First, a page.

THE CONTROVERSIAL decision to allow fracking in North Yorkshire could be challenged in the High Court.

Friends of the Earth and the local protest group, Frack Free Ryedale, are applying for a judicial review of the decision to allow Third Energy permission for shale gas extraction.

North Yorkshire County Council voted in May to allow fracking at Kirby Misperton, for the first fracking site in the UK since 2011.

The approval prompted fierce criticism from many who opposed the decision, saying the move was undemocratic. The plans received 4,375 formally recognised letters of objection and 36 letters of support.

Councillors approved the plans by 7 votes to 4, saying they were satisfied the plans safeguarded the natural environment and that ground and surface water would be protected from contamination.

Friends of the Earth submitted the application with the High Court on Wednesday, saying it believed the decision was unlawful.

The legal bid claims the council failed to properly assess climate change and the environmental impact of burning gas extracted to create electricity at a power station in Knapton.

The case will also set out to prove the council failed to secure long-term financial protection against environmental damage.

David Davis, from Frack Free Ryedale, said many residents felt powerless after their heartfelt campaigns and objections failed to persuade the council to refuse planning permission.

“If you apply for planning permission and it’s refused, you have a right of appeal," he said.

"But when planning permission is approved and people object, there’s no appeal process. It’s as simple as that. So this is the democratic process that we can use.”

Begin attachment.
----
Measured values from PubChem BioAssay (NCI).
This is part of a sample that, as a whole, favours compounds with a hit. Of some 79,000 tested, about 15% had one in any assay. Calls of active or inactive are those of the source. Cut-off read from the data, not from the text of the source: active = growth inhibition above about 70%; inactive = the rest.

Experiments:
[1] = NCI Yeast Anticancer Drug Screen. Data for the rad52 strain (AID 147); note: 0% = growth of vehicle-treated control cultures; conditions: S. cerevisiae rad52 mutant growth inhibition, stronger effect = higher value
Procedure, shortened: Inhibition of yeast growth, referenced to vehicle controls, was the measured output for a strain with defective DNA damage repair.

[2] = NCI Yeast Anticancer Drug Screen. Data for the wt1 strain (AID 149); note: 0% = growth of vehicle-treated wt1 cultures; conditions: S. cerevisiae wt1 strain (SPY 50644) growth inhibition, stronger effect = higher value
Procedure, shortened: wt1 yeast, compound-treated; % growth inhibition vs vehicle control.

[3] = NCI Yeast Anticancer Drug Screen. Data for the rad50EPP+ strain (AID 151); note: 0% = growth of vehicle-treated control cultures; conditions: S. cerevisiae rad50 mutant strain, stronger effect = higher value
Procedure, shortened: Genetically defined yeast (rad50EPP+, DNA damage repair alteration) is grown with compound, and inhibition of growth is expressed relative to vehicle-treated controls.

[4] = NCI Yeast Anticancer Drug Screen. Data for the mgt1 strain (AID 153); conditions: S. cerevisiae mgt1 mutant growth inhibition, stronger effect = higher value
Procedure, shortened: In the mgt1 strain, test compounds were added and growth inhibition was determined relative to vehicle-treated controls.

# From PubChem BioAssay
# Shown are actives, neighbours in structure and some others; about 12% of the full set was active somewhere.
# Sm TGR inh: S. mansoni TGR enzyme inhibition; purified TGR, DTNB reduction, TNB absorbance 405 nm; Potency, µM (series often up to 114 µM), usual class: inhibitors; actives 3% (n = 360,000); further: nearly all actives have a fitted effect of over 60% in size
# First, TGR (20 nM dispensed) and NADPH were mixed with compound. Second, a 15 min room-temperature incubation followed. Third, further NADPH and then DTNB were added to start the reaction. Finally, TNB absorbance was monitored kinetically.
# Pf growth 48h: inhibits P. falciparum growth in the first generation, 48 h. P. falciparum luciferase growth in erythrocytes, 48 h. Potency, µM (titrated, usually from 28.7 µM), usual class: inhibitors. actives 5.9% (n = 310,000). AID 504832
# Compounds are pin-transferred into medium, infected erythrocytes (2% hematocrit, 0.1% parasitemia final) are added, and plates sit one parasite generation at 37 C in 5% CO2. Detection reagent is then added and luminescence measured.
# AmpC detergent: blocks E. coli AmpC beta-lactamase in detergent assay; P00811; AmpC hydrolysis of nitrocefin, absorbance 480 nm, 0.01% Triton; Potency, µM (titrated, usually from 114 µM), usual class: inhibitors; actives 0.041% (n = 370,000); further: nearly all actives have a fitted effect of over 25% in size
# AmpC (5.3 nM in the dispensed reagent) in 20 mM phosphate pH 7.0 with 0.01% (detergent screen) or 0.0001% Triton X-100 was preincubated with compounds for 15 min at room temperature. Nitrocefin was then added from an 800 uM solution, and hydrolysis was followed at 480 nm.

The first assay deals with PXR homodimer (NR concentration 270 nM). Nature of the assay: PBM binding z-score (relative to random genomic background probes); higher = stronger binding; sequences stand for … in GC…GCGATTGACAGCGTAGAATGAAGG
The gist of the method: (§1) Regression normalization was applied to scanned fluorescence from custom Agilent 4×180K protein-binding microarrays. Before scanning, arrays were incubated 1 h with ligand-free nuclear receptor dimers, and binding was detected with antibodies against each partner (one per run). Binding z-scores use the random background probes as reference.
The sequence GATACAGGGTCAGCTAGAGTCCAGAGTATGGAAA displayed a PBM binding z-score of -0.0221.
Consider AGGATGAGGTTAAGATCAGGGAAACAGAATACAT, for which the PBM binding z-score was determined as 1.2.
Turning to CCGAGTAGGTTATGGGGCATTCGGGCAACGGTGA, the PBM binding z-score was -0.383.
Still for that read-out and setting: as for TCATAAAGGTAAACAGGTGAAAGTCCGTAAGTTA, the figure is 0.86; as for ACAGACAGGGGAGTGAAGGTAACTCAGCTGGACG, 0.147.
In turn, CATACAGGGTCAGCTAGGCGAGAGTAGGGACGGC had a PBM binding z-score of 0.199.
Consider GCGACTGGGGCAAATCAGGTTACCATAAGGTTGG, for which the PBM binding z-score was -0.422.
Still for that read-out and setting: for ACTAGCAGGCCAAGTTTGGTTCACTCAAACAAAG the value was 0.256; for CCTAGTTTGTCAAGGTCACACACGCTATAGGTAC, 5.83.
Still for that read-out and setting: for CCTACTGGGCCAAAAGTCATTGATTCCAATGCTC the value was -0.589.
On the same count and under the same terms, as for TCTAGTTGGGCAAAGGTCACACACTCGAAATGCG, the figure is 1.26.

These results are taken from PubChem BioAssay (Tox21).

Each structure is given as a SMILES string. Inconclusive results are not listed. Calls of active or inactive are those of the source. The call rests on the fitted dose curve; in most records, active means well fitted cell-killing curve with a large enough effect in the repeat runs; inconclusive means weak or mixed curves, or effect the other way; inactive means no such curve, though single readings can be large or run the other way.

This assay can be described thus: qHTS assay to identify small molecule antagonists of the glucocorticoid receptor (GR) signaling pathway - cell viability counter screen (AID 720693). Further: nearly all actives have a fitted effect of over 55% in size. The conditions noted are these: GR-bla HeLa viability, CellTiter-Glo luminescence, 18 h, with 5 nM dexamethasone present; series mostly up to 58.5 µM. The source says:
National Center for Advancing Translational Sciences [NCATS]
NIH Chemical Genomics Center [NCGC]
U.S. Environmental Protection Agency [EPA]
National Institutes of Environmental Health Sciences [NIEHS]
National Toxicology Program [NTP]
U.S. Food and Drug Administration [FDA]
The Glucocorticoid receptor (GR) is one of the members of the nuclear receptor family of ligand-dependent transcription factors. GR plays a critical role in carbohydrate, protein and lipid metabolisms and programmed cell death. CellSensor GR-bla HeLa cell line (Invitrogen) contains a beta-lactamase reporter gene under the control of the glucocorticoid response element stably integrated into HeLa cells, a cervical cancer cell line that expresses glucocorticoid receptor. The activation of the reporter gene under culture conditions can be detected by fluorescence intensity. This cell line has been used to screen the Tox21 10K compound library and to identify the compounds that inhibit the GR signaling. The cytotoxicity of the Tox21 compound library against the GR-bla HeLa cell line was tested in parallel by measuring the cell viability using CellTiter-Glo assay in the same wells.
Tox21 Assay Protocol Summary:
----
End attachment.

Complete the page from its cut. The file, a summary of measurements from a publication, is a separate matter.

Friends of the Earth said there had been a “clear rejection” of fracking by residents in North Yorkshire.

Simon Bowens, Yorkshire and Humber campaigner for the charity said: “Shale gas is a dirty fossil fuel and it is the responsibility of North Yorkshire County Council to require a full assessment of the impact this fracking application would have on the climate.

"They failed to do that, and this is why we believe the courts need to consider the way that this decision was arrived at by seven councillors in May.”

Jackie Cray, a retired vicar from Kirby Misperton, who runs the local parent and toddler group, said: “North Yorkshire County Council has a moral and legal responsibility to ensure against harm to current and future generations.

“We believe that they have failed in that duty in two key areas, climate change as well as making sure that there is enough money to clean up if anything went wrong.”

Third Energy said it had not yet seen the application, but said they felt confidence the council had followed the correct processes in approving the application.

The council said in a statement: “North Yorkshire County Council’s planning committee gave proper regard to all material planning considerations before approving the application by Third Energy to undertake fracking for shale gas in the vicinity of Kirby Misperton.”